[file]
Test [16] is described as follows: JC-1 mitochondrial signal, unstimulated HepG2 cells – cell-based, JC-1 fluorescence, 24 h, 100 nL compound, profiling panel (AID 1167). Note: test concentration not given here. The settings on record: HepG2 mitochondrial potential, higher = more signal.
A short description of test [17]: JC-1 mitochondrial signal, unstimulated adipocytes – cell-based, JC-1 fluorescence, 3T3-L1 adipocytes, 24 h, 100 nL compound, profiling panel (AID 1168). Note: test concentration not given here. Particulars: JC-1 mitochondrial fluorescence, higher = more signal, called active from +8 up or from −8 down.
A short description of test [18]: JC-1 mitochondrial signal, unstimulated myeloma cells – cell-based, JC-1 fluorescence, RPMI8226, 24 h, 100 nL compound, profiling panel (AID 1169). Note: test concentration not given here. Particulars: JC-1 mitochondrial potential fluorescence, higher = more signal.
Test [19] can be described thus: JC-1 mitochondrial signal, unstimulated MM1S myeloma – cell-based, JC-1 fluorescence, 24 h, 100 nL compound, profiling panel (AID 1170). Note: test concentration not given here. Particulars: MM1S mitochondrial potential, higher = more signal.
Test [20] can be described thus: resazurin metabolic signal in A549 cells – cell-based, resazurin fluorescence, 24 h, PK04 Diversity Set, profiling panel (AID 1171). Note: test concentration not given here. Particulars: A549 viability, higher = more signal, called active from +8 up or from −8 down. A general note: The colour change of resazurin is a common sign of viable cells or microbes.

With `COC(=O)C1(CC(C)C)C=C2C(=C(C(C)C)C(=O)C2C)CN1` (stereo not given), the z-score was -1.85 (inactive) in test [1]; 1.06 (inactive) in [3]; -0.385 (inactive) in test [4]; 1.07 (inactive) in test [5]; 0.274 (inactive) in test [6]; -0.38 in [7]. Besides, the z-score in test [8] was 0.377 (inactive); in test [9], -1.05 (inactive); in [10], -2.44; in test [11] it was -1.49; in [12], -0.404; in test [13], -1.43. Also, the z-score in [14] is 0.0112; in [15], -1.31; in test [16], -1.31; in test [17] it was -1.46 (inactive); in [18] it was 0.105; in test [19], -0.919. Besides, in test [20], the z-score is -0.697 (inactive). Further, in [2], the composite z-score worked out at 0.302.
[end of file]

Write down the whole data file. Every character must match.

Test [16] is described as follows: JC-1 mitochondrial signal, unstimulated HepG2 cells – cell-based, JC-1 fluorescence, 24 h, 100 nL compound, profiling panel (AID 1167). Note: test concentration not given here. The settings on record: HepG2 mitochondrial potential, higher = more signal.
A short description of test [17]: JC-1 mitochondrial signal, unstimulated adipocytes – cell-based, JC-1 fluorescence, 3T3-L1 adipocytes, 24 h, 100 nL compound, profiling panel (AID 1168). Note: test concentration not given here. Particulars: JC-1 mitochondrial fluorescence, higher = more signal, called active from +8 up or from −8 down.
A short description of test [18]: JC-1 mitochondrial signal, unstimulated myeloma cells – cell-based, JC-1 fluorescence, RPMI8226, 24 h, 100 nL compound, profiling panel (AID 1169). Note: test concentration not given here. Particulars: JC-1 mitochondrial potential fluorescence, higher = more signal.
Test [19] can be described thus: JC-1 mitochondrial signal, unstimulated MM1S myeloma – cell-based, JC-1 fluorescence, 24 h, 100 nL compound, profiling panel (AID 1170). Note: test concentration not given here. Particulars: MM1S mitochondrial potential, higher = more signal.
Test [20] can be described thus: resazurin metabolic signal in A549 cells – cell-based, resazurin fluorescence, 24 h, PK04 Diversity Set, profiling panel (AID 1171). Note: test concentration not given here. Particulars: A549 viability, higher = more signal, called active from +8 up or from −8 down. A general note: The colour change of resazurin is a common sign of viable cells or microbes.

With `COC(=O)C1(CC(C)C)C=C2C(=C(C(C)C)C(=O)C2C)CN1` (stereo not given), the z-score was -1.85 (inactive) in test [1]; 1.06 (inactive) in [3]; -0.385 (inactive) in test [4]; 1.07 (inactive) in test [5]; 0.274 (inactive) in test [6]; -0.38 in [7]. Besides, the z-score in test [8] was 0.377 (inactive); in test [9], -1.05 (inactive); in [10], -2.44; in test [11] it was -1.49; in [12], -0.404; in test [13], -1.43. Also, the z-score in [14] is 0.0112; in [15], -1.31; in test [16], -1.31; in test [17] it was -1.46 (inactive); in [18] it was 0.105; in test [19], -0.919. Besides, in test [20], the z-score is -0.697 (inactive). Further, in [2], the composite z-score worked out at 0.302.